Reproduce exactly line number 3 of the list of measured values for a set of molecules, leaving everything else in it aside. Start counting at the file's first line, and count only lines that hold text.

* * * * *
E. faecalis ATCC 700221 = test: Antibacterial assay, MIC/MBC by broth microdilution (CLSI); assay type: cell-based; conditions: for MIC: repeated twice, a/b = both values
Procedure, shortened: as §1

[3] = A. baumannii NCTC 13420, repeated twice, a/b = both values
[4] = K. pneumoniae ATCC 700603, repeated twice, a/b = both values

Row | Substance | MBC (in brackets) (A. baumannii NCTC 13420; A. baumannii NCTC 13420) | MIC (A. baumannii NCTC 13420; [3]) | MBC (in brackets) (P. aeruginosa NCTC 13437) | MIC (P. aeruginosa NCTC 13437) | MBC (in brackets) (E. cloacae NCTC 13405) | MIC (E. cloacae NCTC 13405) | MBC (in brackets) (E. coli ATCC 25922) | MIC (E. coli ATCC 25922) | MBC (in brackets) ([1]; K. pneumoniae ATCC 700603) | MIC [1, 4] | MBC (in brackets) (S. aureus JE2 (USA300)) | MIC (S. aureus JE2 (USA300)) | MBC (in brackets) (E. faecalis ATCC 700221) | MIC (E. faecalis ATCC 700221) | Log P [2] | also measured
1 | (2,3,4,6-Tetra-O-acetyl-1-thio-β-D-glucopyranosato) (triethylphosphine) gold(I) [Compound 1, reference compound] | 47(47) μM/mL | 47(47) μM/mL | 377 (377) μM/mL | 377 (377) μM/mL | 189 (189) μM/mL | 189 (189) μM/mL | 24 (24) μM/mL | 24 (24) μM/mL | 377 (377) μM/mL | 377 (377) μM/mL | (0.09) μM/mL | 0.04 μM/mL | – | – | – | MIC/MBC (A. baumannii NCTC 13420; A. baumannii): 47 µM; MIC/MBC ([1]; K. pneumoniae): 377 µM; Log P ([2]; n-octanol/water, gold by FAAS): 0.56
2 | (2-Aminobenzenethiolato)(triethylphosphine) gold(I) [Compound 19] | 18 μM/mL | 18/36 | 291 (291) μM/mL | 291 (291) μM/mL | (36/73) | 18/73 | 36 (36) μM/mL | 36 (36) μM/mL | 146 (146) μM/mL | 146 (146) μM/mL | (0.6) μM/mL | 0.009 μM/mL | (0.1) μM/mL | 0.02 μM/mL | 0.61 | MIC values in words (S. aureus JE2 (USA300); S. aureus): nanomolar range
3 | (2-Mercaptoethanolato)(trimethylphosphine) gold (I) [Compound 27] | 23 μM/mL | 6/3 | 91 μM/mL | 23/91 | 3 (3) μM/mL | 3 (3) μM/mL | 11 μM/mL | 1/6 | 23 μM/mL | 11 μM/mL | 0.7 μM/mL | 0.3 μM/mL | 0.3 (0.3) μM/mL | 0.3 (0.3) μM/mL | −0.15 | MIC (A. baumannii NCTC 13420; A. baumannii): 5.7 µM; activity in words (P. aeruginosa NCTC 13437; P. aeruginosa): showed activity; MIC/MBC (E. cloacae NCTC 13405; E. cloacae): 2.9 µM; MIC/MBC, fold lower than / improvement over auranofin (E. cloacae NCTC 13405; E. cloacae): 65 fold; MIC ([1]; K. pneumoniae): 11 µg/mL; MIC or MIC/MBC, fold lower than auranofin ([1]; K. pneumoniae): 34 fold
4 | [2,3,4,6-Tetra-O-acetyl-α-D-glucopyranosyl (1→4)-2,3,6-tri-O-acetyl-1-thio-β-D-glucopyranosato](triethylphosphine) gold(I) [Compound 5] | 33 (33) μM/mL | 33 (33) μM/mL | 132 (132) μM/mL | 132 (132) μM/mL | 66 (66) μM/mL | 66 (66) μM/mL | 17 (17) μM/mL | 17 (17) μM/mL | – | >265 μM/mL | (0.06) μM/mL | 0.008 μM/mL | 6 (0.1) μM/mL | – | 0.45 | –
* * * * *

[3] = A. baumannii NCTC 13420, repeated twice, a/b = both values